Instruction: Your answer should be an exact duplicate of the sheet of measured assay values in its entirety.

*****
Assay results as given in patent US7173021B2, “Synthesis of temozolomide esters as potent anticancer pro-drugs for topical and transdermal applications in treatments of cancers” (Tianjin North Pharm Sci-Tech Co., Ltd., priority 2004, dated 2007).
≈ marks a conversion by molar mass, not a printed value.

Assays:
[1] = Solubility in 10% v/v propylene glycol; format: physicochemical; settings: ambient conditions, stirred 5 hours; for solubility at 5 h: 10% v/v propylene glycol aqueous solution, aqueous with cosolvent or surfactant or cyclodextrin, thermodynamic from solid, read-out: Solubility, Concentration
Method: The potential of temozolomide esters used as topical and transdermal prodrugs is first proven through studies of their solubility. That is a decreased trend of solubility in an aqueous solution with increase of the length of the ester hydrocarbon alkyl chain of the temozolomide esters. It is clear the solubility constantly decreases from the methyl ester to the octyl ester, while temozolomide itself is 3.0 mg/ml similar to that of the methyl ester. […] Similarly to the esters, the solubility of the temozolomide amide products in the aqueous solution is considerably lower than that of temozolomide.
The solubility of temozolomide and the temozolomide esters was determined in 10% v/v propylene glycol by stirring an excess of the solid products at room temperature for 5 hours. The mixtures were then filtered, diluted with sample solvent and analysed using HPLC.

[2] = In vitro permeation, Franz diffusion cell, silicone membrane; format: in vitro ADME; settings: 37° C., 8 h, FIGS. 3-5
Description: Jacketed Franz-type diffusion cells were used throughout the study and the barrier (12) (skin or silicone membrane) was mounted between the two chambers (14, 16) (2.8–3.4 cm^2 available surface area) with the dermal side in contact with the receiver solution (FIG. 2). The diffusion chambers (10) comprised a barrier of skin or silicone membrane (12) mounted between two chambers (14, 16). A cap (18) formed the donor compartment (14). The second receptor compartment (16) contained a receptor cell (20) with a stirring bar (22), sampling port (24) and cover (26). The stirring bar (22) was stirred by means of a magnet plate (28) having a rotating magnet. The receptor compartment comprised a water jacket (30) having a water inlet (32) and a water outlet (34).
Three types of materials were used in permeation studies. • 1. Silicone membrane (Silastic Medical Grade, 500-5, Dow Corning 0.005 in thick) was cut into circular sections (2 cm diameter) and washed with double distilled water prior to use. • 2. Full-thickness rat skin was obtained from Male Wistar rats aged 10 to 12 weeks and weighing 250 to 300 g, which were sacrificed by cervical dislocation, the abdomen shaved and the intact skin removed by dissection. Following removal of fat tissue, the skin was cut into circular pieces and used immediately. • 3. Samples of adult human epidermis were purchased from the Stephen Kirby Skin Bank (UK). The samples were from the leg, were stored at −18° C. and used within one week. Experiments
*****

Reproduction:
Assay results as given in patent US7173021B2, “Synthesis of temozolomide esters as potent anticancer pro-drugs for topical and transdermal applications in treatments of cancers” (Tianjin North Pharm Sci-Tech Co., Ltd., priority 2004, dated 2007).
≈ marks a conversion by molar mass, not a printed value.

Assays:
[1] = Solubility in 10% v/v propylene glycol; format: physicochemical; settings: ambient conditions, stirred 5 hours; for solubility at 5 h: 10% v/v propylene glycol aqueous solution, aqueous with cosolvent or surfactant or cyclodextrin, thermodynamic from solid, read-out: Solubility, Concentration
Method: The potential of temozolomide esters used as topical and transdermal prodrugs is first proven through studies of their solubility. That is a decreased trend of solubility in an aqueous solution with increase of the length of the ester hydrocarbon alkyl chain of the temozolomide esters. It is clear the solubility constantly decreases from the methyl ester to the octyl ester, while temozolomide itself is 3.0 mg/ml similar to that of the methyl ester. […] Similarly to the esters, the solubility of the temozolomide amide products in the aqueous solution is considerably lower than that of temozolomide.
The solubility of temozolomide and the temozolomide esters was determined in 10% v/v propylene glycol by stirring an excess of the solid products at room temperature for 5 hours. The mixtures were then filtered, diluted with sample solvent and analysed using HPLC.

[2] = In vitro permeation, Franz diffusion cell, silicone membrane; format: in vitro ADME; settings: 37° C., 8 h, FIGS. 3-5
Description: Jacketed Franz-type diffusion cells were used throughout the study and the barrier (12) (skin or silicone membrane) was mounted between the two chambers (14, 16) (2.8–3.4 cm^2 available surface area) with the dermal side in contact with the receiver solution (FIG. 2). The diffusion chambers (10) comprised a barrier of skin or silicone membrane (12) mounted between two chambers (14, 16). A cap (18) formed the donor compartment (14). The second receptor compartment (16) contained a receptor cell (20) with a stirring bar (22), sampling port (24) and cover (26). The stirring bar (22) was stirred by means of a magnet plate (28) having a rotating magnet. The receptor compartment comprised a water jacket (30) having a water inlet (32) and a water outlet (34).
Three types of materials were used in permeation studies. • 1. Silicone membrane (Silastic Medical Grade, 500-5, Dow Corning 0.005 in thick) was cut into circular sections (2 cm diameter) and washed with double distilled water prior to use. • 2. Full-thickness rat skin was obtained from Male Wistar rats aged 10 to 12 weeks and weighing 250 to 300 g, which were sacrificed by cervical dislocation, the abdomen shaved and the intact skin removed by dissection. Following removal of fat tissue, the skin was cut into circular pieces and used immediately. • 3. Samples of adult human epidermis were purchased from the Stephen Kirby Skin Bank (UK). The samples were from the leg, were stored at −18° C. and used within one week. Experiments